Jun 172013
 

Simple Cotton Craft and Activity - Alldonemonkey.comThis post was written as part of the Shrimp N’ Grits Blog Hop.  See the end of this post for details!

“Now wait just a cotton-pickin’ minute!”  Anyone else grow up with that expression?

No plant – other than tobacco – is so closely tied to the history of the US South than cotton.  For many of us, of course, it conjures up the specter of slavery, since many of those torn from Africa were put to work in the cotton fields of the American South.  The cotton industry grew on the strength of their stolen labor, and the desire to protect this system helped fuel the Civil War.

Black cotton farming family

Black cotton farmers in the US, c. 1890s, author unknown, via Wikimedia Commons

In more recent times, cotton continued to be a major export of the region, though not nearly as important as in the past.  My grandfather picked cotton as a child, and the Piedmont region of North Carolina where I grew up is dotted with small towns that grew up around the cotton mills.

Sweepers in a cotton mill, North Carolina, 1910s, Lewis Hine, via Wikimedia Commons

So when I was looking for a simple craft to teach Monkey and his friends about where I grew up, I decided to design something centered on this potent symbol of the South.  Monkey has a rather short attention span for crafts these days, plus I plan on using it at an upcoming play date in a park, so I wanted to do a fairly simple activity.

Simple Cotton Craft and Activity - Alldonemonkey.com

First we did some sensory play with cotton, using cotton balls and yarn.  (I did this part later with Baby as well).  We also talked about how many things we use every day are made from cotton, like towels and sheets.  We also checked the tags on our shirts to see if they were made out of cotton.  (They were!)

Cotton plant ready to harvest, USDA, via Wikimedia Commons

Next I showed Monkey a photo of a cotton plant, and my mom talked to him about the plant itself, and how hard it is to remove the cotton.  Then we started to make our own version.  I had pre-cut the stem and branches, which he glued on the paper.  The part he had the most fun with was gluing on the cotton balls.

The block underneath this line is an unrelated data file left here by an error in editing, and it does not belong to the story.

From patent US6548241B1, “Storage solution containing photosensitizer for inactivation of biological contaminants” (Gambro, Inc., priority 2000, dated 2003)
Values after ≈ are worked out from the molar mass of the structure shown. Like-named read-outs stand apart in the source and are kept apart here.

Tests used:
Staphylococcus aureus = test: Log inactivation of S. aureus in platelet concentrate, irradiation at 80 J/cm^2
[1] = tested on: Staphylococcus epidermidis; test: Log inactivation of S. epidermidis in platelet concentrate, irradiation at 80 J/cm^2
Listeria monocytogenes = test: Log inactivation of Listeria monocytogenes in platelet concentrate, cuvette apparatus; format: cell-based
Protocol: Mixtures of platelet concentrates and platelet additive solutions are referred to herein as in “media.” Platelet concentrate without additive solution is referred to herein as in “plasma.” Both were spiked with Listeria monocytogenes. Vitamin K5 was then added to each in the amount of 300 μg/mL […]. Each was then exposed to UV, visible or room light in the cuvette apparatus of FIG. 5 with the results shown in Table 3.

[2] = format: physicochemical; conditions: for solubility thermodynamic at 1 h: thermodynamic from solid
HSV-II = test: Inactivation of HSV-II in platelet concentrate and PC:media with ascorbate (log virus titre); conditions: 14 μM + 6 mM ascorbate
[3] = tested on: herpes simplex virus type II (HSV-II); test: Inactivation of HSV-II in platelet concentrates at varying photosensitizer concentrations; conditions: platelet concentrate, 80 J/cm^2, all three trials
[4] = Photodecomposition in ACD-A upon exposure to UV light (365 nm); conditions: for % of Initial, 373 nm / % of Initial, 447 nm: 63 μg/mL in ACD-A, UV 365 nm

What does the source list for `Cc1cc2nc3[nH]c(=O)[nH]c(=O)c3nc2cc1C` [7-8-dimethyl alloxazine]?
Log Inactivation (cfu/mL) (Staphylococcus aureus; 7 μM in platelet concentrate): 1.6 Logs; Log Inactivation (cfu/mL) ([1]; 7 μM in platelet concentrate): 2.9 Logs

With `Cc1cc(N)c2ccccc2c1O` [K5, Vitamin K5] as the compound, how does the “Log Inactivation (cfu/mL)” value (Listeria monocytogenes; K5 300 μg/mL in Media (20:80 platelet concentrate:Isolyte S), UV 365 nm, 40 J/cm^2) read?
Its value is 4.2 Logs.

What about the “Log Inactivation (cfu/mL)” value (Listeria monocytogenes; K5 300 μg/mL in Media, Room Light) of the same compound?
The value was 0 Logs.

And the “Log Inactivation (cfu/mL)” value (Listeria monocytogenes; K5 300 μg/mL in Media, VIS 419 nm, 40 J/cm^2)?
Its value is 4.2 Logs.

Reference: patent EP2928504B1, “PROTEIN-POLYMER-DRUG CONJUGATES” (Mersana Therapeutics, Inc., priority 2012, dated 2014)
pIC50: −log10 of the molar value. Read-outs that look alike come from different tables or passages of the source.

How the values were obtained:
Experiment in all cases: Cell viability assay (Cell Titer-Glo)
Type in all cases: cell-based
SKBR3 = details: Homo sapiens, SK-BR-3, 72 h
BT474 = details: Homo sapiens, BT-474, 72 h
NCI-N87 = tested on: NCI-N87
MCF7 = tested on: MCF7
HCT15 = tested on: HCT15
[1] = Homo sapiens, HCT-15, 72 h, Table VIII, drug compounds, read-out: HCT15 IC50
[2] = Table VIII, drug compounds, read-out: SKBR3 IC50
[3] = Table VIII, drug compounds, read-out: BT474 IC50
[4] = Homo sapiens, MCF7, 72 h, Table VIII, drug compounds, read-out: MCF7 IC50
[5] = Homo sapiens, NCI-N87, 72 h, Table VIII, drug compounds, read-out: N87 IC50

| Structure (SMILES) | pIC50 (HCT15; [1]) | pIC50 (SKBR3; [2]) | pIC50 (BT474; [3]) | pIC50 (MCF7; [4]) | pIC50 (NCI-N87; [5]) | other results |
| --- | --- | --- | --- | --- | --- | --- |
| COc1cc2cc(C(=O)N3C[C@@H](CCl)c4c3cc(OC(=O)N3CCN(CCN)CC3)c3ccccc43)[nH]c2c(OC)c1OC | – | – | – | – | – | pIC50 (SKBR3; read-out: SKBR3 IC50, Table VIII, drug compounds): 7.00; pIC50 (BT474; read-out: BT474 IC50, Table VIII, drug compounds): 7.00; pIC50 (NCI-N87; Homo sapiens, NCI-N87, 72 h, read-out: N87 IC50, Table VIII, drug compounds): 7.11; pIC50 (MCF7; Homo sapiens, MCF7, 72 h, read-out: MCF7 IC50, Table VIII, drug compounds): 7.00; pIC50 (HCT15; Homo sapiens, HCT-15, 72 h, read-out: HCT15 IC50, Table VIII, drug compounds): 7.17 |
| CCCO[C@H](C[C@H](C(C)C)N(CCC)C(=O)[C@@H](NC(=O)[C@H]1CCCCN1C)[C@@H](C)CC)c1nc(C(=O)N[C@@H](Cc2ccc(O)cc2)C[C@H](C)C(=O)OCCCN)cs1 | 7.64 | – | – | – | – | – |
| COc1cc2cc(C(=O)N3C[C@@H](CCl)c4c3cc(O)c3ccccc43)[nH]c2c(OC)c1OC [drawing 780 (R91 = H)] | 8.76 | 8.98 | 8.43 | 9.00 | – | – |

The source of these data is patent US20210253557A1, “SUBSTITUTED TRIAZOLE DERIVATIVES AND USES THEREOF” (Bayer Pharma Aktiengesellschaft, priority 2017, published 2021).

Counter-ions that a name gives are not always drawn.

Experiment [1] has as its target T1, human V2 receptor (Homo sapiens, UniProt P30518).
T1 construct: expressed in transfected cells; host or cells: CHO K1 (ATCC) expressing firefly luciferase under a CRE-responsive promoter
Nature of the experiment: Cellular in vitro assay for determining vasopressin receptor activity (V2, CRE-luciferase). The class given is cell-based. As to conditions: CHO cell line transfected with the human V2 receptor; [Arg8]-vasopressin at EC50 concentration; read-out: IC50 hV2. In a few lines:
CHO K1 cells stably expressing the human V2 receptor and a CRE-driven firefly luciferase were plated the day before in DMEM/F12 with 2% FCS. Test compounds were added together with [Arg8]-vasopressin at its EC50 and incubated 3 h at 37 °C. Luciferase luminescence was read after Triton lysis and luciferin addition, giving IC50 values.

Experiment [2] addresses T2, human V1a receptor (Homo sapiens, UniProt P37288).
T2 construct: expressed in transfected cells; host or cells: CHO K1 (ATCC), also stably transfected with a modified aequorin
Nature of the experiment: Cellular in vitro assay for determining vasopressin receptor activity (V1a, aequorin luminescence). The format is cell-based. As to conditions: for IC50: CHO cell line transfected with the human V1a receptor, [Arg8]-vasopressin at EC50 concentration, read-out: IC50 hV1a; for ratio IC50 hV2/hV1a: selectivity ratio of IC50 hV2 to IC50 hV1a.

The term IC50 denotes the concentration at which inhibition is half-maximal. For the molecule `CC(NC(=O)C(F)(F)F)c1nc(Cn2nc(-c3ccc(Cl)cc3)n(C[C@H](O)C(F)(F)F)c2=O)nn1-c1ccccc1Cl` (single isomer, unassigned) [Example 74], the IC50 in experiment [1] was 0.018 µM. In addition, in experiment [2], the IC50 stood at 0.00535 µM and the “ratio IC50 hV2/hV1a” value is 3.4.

Simple Cotton Craft and Activity - Alldonemonkey.com

When we do this at the playgroup, I may also have them cut out magazine photos of products made with cotton and glue them on their pages.  I think it’s good to get kids thinking about where the items they use every day come from.  We tend to do this with foods but less so with other products.

Simple Cotton Craft and Activity - Alldonemonkey.com

And now on to the blog hop!

Shrimp N Grits: A Southern Style Blog HopWelcome to Shrimp N’ Grits:

A Southern Style Blog Hop!

From June 17 – 30, bloggers are invited to link up their family-friendly posts about life in the South: recipes, crafts, kids’ activities, and more!

We are so excited about this FIRST EVER Southern Style Blog Hop!  We are working with some really wonderful, creative bloggers on this and are looking forward to see what everyone has been up to!

All entries will be posted to my new Shrimp N’ Grits: Life in the South Pinterest board.

So grab a big bowl of shrimp n’ grits, a tall glass of iced tea, and sit back on your porch swing, because we are getting ready for some down home fun!

The Shrimp N’ Grits Blog Hop

is brought to you by:

All Done Monkey

Frogs & Snails & Puppy Dog Tails

Discovering the World Through My Son’s Eyes

With our wonderful co-hosts:

Play Create Explore

Simple. Home. Blessings.

JDaniel4’s Mom

Caution! Twins at Play!

Creative Cynchronicity

Stuff-n-Such By Lisa

HomeMadeville

 

  4 Responses to “Simple Cotton Craft and Activity {Shrimp N’ Grits Blog Hop}”

  1. This is such a cute craft – there is a lot of cotton grown in Zambia so I might have to try this with my girls!

    • I didn’t realize how much cotton was grown in Africa until I started to look for images of cotton picking. Many of the photos I found were from Africa, mostly from the Congo.

  2. I love the simple way you related to your child to teach them a bit about cotton.

  3. […] Done Monkey is the master mama when it comes to this. I loved her post which featured a very simple Cotton Craft and Activity. What a great way to introduce a young child to something that made the South, well, the South! […]

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